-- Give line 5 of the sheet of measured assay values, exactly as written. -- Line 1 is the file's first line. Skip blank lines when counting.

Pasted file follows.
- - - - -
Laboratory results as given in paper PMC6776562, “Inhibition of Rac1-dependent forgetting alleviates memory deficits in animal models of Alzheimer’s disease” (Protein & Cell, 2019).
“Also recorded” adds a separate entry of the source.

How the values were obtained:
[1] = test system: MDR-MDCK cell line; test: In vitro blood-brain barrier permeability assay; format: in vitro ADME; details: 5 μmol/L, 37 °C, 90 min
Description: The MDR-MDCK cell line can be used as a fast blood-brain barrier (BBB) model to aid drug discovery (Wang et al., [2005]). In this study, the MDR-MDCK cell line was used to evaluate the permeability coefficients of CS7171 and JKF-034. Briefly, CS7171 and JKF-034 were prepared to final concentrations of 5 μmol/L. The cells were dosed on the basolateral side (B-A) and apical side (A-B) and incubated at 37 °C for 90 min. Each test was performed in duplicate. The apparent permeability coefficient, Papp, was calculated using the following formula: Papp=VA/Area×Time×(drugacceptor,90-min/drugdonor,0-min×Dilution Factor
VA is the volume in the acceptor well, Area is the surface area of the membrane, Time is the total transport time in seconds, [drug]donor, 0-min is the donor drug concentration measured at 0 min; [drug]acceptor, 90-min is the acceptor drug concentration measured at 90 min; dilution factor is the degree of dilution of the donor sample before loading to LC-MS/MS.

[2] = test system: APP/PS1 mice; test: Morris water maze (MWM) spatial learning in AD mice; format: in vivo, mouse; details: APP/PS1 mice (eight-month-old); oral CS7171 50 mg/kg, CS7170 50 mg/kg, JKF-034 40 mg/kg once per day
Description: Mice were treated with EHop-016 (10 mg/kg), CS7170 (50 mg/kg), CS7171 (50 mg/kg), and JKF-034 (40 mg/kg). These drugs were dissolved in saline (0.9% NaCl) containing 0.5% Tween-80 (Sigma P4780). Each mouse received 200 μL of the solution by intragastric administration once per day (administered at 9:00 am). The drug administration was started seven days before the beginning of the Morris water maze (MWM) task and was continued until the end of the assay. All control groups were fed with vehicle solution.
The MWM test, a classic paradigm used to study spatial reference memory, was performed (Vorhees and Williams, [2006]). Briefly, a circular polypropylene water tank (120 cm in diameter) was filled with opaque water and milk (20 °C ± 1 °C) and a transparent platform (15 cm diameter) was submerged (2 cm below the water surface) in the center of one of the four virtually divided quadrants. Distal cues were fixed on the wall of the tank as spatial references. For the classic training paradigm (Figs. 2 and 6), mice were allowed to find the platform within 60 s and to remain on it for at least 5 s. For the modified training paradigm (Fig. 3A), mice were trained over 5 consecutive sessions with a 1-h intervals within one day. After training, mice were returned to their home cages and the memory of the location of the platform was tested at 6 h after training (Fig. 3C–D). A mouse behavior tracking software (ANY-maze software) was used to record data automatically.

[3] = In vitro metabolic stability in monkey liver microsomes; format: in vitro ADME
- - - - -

Description: The MDR-MDCK cell line can be used as a fast blood-brain barrier (BBB) model to aid drug discovery (Wang et al., [2005]). In this study, the MDR-MDCK cell line was used to evaluate the permeability coefficients of CS7171 and JKF-034. Briefly, CS7171 and JKF-034 were prepared to final concentrations of 5 μmol/L. The cells were dosed on the basolateral side (B-A) and apical side (A-B) and incubated at 37 °C for 90 min. Each test was performed in duplicate. The apparent permeability coefficient, Papp, was calculated using the following formula: Papp=VA/Area×Time×(drugacceptor,90-min/drugdonor,0-min×Dilution Factor